From then onwards, there was no question: aviation and flying were what she wanted to do for the rest of her life. But at that time, she didn’t think that she would have a chance to make it a career. She remembers her father once saying to her, “You’ll be lucky if you get a job as a secretary.” 

That stuck with her for a long time.  

What happened next to Beth is the same thing that happens to many people: she graduated, and life showed up. She got married, had kids, and eventually she and her family settled down in Alabama. Unfortunately, at this point her dreams of flying flickered. While she and her husband were not struggling, they did not have the money or time to dedicate to her flying. 

Everything changed when her grandmother passed away. For every end there is also a beginning, and for Beth it was a turning point in her life. Her grandmother had left her $10,000, and with that money she went out and bought herself an airplane – a Piper Tri-Pacer.  

A Piper Tri-Pacer from 1961, similar to the one Beth purchased.

Beth’s children were delighted and impressed by their mother buying a plane. They would tell their friends how their mom took flying lessons, and it really impressed them after Beth earned her flight instructor rating and even gave lessons to some of the other parents.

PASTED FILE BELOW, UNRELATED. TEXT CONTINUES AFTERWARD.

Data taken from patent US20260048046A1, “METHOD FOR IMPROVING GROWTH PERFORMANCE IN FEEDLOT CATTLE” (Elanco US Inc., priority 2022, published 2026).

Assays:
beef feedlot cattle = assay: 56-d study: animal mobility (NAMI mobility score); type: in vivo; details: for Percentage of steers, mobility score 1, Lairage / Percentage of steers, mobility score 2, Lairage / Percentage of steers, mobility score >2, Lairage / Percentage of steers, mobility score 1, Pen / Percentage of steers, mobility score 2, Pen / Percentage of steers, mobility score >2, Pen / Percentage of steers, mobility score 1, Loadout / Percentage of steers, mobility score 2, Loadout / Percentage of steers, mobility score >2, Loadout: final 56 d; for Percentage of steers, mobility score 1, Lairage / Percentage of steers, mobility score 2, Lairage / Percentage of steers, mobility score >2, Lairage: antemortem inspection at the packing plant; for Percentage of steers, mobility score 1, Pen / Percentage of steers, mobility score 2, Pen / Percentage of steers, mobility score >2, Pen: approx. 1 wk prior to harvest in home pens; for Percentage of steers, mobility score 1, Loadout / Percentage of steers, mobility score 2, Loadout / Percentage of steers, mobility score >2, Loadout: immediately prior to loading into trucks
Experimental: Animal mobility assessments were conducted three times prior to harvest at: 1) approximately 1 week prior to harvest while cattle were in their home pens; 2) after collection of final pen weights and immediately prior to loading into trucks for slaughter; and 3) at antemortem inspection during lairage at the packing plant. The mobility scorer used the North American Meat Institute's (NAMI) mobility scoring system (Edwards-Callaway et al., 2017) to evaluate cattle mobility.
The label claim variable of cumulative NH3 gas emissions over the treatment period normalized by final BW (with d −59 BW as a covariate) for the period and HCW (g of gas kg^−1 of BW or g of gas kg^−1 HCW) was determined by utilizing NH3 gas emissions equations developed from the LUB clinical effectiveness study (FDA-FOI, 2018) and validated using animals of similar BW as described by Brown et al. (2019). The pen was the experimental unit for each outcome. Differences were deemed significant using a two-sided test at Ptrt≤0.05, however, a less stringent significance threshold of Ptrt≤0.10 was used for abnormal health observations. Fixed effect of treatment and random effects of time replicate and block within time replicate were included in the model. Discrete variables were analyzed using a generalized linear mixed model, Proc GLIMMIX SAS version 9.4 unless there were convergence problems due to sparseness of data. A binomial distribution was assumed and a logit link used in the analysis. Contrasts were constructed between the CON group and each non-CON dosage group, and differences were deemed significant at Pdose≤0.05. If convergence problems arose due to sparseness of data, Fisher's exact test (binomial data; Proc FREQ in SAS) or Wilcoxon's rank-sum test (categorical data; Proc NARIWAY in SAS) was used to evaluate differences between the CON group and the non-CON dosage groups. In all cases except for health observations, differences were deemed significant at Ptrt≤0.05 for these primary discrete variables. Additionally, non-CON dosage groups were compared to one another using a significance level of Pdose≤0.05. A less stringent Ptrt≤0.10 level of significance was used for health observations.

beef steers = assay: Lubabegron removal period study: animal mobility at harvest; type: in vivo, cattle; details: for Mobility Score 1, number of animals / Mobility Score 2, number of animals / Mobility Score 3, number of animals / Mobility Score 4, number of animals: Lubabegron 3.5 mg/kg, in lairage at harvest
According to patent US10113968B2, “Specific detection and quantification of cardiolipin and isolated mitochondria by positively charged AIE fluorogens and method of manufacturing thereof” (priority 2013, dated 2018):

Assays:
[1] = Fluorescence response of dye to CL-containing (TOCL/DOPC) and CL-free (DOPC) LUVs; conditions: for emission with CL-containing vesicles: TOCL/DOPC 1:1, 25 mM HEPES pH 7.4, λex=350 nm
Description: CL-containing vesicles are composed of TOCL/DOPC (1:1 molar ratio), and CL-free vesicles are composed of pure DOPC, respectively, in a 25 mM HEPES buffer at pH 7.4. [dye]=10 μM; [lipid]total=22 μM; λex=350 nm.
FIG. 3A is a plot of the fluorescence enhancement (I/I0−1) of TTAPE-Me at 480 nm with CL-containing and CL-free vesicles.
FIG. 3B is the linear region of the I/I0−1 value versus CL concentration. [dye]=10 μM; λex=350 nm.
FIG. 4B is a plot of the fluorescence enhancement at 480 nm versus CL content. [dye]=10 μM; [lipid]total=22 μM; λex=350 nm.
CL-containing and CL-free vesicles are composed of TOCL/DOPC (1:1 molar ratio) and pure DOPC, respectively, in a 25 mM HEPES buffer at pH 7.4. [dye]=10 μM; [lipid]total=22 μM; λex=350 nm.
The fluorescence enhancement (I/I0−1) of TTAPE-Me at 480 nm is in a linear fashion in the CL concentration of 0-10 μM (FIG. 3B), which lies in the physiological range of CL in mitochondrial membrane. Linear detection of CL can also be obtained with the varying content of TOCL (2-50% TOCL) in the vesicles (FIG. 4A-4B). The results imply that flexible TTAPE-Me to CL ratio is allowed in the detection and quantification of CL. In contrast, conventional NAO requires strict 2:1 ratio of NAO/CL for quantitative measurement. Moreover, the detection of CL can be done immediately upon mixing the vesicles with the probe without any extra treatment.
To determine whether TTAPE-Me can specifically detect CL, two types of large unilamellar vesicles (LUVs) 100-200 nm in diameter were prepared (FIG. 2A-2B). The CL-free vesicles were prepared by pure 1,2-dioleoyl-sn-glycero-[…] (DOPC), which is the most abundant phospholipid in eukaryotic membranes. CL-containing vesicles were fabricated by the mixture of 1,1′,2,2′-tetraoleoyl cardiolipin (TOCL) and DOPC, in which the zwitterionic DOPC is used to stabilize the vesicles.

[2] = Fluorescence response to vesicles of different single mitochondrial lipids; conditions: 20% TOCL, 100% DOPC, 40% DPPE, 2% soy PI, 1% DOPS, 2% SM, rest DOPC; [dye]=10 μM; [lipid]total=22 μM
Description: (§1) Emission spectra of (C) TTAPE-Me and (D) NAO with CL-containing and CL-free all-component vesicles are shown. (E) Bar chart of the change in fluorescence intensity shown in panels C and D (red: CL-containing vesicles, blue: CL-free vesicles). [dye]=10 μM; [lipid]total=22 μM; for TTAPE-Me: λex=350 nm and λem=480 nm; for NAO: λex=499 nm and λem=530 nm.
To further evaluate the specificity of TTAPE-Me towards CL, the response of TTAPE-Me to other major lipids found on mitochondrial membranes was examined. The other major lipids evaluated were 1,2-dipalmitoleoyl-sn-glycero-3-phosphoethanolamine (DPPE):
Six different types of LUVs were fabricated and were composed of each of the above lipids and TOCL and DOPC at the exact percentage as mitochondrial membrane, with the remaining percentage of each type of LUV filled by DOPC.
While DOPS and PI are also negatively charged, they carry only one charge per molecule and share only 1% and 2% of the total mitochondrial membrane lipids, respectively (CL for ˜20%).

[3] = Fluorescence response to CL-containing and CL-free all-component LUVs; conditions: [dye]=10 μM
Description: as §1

In time, she began to travel and speak at schools about aviation and aerospace, letting the students know that there was a place for women in those fields. During these, she would sometimes dress as Mary Poppins to really make an impression on the students.  

Beth’s involvement with Flight Simulator began when her husband Barry (who was taught to fly by Beth herself) was hired as a developer for the Simulations Production Unit for Flight Simulator in the late 90’s.  

My husband mentioned they were looking for someone that had flying experience – was a pilot or had been a pilot. Later on, he said, ‘Michelle asked, why don’t I have you come in?’ 

And I said, ‘I can fly an airplane, but I know as much about a computer as the dog does and I have trouble with the typewriter!’ and that was the end of it.